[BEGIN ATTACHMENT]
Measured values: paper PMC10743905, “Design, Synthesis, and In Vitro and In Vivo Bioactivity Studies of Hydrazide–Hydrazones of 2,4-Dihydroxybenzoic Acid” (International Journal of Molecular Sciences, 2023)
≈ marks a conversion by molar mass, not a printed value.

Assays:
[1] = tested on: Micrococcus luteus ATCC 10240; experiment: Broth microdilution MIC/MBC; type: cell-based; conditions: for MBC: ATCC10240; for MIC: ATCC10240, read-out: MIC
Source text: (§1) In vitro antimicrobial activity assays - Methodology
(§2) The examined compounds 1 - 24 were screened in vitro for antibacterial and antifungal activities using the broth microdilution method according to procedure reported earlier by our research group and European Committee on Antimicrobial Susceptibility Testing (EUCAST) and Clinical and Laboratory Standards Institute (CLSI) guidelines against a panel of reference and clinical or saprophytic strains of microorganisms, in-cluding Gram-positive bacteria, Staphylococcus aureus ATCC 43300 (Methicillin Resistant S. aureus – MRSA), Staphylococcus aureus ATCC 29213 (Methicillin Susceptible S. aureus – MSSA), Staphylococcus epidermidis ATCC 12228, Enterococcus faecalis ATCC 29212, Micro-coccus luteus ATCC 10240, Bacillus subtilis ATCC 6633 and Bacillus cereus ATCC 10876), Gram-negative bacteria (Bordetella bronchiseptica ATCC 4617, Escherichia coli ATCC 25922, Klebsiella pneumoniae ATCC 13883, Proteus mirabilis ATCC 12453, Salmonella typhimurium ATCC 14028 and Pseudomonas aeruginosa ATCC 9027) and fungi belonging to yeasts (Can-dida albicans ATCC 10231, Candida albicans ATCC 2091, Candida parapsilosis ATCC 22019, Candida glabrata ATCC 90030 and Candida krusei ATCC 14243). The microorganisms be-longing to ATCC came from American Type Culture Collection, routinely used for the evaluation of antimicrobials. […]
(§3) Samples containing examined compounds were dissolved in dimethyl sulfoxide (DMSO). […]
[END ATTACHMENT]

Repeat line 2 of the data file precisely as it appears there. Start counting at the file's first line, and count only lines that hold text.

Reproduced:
≈ marks a conversion by molar mass, not a printed value.